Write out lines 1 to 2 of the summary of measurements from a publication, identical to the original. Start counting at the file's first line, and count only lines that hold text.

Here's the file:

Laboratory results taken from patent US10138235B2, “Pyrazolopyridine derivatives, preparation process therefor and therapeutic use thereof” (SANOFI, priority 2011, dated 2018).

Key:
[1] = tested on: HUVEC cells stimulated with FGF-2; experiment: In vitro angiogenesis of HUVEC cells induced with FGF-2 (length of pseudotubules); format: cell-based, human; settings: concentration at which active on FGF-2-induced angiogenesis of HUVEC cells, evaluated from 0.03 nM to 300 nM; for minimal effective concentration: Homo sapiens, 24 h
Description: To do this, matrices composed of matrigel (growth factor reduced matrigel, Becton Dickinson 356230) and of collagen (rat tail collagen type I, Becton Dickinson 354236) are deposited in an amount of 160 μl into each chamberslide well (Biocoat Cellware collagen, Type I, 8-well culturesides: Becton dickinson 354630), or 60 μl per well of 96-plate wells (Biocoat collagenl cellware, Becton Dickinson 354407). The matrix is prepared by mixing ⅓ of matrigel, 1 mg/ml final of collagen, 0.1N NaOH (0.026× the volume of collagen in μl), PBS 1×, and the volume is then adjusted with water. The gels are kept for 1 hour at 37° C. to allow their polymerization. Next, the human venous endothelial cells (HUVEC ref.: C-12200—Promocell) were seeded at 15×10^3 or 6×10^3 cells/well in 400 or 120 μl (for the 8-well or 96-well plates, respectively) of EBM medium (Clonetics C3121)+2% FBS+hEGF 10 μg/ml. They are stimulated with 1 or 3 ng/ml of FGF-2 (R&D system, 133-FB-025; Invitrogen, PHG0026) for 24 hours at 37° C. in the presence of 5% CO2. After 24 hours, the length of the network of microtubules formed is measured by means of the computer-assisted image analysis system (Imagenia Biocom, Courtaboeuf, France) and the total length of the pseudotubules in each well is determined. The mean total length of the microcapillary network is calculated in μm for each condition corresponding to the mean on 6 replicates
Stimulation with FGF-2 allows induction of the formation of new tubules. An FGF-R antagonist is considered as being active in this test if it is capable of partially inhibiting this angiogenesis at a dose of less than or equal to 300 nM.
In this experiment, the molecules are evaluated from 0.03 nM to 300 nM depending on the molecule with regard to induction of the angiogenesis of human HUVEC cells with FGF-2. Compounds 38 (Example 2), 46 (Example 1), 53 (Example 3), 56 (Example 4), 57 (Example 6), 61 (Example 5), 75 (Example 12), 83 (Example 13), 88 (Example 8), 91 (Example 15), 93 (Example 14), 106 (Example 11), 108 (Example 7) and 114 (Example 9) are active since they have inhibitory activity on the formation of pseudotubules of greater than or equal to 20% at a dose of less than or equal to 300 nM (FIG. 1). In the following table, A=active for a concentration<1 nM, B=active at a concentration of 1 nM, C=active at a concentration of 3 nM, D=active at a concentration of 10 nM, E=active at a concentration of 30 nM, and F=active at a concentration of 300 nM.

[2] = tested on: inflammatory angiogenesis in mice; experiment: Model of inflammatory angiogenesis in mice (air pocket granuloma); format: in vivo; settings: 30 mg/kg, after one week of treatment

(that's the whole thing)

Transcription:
Laboratory results taken from patent US10138235B2, “Pyrazolopyridine derivatives, preparation process therefor and therapeutic use thereof” (SANOFI, priority 2011, dated 2018).

Key: